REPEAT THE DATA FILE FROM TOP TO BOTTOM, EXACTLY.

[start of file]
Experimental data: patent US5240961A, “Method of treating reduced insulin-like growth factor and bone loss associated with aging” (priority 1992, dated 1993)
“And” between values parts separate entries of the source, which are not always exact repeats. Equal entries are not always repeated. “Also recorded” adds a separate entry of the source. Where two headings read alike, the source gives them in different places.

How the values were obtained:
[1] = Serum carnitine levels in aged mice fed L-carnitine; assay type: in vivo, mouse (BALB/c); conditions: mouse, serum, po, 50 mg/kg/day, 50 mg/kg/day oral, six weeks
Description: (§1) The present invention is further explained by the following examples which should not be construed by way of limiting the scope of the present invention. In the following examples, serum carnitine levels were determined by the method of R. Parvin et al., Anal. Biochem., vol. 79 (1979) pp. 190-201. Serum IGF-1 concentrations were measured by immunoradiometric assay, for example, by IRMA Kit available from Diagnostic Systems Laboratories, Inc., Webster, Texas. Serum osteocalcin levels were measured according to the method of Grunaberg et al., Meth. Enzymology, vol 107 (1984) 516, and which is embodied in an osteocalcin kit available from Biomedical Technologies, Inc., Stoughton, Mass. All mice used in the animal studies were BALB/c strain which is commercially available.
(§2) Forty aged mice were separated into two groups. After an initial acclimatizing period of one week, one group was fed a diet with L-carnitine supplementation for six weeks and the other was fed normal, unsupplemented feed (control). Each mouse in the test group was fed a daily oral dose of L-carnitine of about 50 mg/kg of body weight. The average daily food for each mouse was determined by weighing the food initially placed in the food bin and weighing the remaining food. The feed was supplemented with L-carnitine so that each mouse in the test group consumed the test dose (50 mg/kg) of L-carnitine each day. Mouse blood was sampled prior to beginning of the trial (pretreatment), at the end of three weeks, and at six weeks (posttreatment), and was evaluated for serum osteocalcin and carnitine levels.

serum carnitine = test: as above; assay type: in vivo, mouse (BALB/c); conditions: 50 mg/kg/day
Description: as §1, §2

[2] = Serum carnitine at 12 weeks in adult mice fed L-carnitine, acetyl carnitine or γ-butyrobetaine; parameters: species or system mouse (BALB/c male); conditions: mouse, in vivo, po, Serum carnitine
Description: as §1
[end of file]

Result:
Experimental data: patent US5240961A, “Method of treating reduced insulin-like growth factor and bone loss associated with aging” (priority 1992, dated 1993)
“And” between values parts separate entries of the source, which are not always exact repeats. Equal entries are not always repeated. “Also recorded” adds a separate entry of the source. Where two headings read alike, the source gives them in different places.

How the values were obtained:
[1] = Serum carnitine levels in aged mice fed L-carnitine; assay type: in vivo, mouse (BALB/c); conditions: mouse, serum, po, 50 mg/kg/day, 50 mg/kg/day oral, six weeks
Description: (§1) The present invention is further explained by the following examples which should not be construed by way of limiting the scope of the present invention. In the following examples, serum carnitine levels were determined by the method of R. Parvin et al., Anal. Biochem., vol. 79 (1979) pp. 190-201. Serum IGF-1 concentrations were measured by immunoradiometric assay, for example, by IRMA Kit available from Diagnostic Systems Laboratories, Inc., Webster, Texas. Serum osteocalcin levels were measured according to the method of Grunaberg et al., Meth. Enzymology, vol 107 (1984) 516, and which is embodied in an osteocalcin kit available from Biomedical Technologies, Inc., Stoughton, Mass. All mice used in the animal studies were BALB/c strain which is commercially available.
(§2) Forty aged mice were separated into two groups. After an initial acclimatizing period of one week, one group was fed a diet with L-carnitine supplementation for six weeks and the other was fed normal, unsupplemented feed (control). Each mouse in the test group was fed a daily oral dose of L-carnitine of about 50 mg/kg of body weight. The average daily food for each mouse was determined by weighing the food initially placed in the food bin and weighing the remaining food. The feed was supplemented with L-carnitine so that each mouse in the test group consumed the test dose (50 mg/kg) of L-carnitine each day. Mouse blood was sampled prior to beginning of the trial (pretreatment), at the end of three weeks, and at six weeks (posttreatment), and was evaluated for serum osteocalcin and carnitine levels.

serum carnitine = test: as above; assay type: in vivo, mouse (BALB/c); conditions: 50 mg/kg/day
Description: as §1, §2

[2] = Serum carnitine at 12 weeks in adult mice fed L-carnitine, acetyl carnitine or γ-butyrobetaine; parameters: species or system mouse (BALB/c male); conditions: mouse, in vivo, po, Serum carnitine
Description: as §1